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Rewatched: 6 November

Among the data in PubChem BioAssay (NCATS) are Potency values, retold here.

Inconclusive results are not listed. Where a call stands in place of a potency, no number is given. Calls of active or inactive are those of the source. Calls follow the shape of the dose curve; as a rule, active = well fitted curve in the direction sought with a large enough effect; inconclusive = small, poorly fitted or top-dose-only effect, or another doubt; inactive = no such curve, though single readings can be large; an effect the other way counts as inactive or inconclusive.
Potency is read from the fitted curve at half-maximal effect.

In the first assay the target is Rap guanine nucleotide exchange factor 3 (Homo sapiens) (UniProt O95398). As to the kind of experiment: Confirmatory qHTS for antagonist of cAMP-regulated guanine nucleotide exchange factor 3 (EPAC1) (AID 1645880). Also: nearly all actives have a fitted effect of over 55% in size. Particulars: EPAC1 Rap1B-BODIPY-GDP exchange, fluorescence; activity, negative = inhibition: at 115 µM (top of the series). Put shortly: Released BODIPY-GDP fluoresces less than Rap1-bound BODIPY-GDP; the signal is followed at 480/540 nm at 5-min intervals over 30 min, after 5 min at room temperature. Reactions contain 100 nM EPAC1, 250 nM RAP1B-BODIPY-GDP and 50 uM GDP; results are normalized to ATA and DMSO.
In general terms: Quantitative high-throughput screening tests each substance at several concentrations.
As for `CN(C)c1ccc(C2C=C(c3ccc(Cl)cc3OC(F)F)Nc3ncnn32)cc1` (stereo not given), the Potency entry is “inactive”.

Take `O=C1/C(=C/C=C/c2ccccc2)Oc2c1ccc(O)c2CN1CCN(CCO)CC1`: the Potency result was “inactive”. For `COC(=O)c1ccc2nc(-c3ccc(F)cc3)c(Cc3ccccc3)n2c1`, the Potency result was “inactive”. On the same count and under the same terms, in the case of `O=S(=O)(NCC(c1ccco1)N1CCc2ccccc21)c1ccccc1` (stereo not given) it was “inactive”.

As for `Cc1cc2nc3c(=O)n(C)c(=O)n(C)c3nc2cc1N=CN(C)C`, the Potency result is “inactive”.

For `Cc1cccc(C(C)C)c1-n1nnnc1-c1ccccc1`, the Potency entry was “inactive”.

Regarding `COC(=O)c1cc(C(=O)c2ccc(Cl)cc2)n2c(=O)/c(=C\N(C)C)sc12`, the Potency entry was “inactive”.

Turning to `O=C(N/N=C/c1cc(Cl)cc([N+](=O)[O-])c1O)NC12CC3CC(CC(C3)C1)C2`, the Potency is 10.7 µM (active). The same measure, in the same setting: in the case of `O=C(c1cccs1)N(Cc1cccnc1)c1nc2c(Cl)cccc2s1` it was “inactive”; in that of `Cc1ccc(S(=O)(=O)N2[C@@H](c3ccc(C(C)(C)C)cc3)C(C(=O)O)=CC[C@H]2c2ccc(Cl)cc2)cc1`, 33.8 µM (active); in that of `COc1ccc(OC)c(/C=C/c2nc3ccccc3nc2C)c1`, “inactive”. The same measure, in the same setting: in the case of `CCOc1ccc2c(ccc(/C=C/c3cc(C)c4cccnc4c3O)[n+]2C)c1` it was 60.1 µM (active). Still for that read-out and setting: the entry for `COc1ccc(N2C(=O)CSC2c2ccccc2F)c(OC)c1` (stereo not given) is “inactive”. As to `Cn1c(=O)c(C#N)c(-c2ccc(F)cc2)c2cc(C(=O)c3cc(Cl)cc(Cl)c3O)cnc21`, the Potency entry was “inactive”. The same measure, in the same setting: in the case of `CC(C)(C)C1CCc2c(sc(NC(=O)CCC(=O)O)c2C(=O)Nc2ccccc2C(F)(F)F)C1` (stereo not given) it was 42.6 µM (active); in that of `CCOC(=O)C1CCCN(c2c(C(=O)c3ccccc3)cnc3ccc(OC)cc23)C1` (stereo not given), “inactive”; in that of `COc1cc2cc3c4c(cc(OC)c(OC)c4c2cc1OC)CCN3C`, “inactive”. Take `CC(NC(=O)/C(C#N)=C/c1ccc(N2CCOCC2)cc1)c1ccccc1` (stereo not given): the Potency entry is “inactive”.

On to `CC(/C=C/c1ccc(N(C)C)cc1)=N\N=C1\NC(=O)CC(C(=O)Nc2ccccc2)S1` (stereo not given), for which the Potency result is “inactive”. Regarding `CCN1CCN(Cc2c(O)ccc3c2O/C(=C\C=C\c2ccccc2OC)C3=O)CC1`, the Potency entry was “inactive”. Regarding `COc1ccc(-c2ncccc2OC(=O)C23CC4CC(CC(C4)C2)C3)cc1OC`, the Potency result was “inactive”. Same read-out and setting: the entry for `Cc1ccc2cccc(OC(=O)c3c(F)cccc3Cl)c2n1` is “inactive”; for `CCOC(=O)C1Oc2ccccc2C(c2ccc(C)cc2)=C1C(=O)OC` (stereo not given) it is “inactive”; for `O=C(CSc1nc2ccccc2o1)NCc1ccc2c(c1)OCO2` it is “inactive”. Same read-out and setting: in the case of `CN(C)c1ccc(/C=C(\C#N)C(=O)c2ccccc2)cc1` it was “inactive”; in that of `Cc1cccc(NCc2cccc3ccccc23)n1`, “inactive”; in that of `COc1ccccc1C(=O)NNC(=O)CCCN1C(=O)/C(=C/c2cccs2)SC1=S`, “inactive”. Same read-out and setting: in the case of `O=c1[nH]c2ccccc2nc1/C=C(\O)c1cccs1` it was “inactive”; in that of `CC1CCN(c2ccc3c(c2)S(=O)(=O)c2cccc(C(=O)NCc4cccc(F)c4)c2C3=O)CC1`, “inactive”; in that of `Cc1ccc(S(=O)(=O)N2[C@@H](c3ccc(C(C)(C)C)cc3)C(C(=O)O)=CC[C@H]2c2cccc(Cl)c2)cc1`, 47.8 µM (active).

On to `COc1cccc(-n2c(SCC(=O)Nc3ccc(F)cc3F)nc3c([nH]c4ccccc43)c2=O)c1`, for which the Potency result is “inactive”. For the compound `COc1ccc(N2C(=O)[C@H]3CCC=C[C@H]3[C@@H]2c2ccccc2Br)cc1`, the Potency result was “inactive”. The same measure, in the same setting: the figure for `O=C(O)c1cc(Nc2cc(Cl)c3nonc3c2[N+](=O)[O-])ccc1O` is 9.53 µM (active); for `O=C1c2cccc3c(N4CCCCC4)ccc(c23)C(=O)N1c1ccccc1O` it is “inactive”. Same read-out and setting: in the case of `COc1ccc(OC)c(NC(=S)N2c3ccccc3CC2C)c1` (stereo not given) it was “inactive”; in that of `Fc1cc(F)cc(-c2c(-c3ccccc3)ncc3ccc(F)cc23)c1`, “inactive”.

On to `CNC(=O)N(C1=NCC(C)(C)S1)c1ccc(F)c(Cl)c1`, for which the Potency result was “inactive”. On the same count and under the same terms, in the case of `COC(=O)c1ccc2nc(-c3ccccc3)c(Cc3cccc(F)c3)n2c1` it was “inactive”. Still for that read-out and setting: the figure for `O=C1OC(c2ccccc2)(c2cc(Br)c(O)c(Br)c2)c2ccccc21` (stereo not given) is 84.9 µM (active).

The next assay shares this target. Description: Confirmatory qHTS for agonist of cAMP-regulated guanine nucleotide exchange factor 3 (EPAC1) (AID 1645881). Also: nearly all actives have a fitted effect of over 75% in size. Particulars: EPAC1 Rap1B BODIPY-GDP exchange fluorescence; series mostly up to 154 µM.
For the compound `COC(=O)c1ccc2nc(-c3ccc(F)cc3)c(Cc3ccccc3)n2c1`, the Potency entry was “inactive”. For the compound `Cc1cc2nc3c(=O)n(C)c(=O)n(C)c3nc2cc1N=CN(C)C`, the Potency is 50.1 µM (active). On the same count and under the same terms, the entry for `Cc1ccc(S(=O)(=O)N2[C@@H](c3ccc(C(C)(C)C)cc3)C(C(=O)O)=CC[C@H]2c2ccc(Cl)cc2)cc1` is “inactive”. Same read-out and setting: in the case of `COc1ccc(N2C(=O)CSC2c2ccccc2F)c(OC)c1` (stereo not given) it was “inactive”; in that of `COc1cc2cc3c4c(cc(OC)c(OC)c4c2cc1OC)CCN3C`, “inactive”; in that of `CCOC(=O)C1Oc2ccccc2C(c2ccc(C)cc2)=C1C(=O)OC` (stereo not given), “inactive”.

I hadn’t seen Joe Dante’s Gremlins for years before this viewing, and though it shows its age somewhat with the whole early 1980s Asian-American faux-mysticism thing (see also Big Trouble in Little China and The Golden Child), it’s undeniably a lot of fun, cleverly combining the cosiness of Rockwellian small town America at Christmas with a more malevolent, mischievous and violent streak. The gremlins, once they begin to appear, are pretty amusing and remain so, while Dante’s constant homages to the cinema of his youth – particularly 1950’s sci-fi – are rather sweet and infectious. There’s a keen sense of anarchy in the film, culminating when the director blows up an entire cinema during the big set piece, plus it features Phoebe Cates and one of the Coreys (Feldman), which is always cause for celebration. In fact, Gremlins makes for a pretty good summation of the era, a statement I will attempt to back up by pointing out that it’s also clearly supposed to be an allegory for the spread of Communism within the USA, or rather a satire on long-held fears of a ‘Red Menace’. (****)


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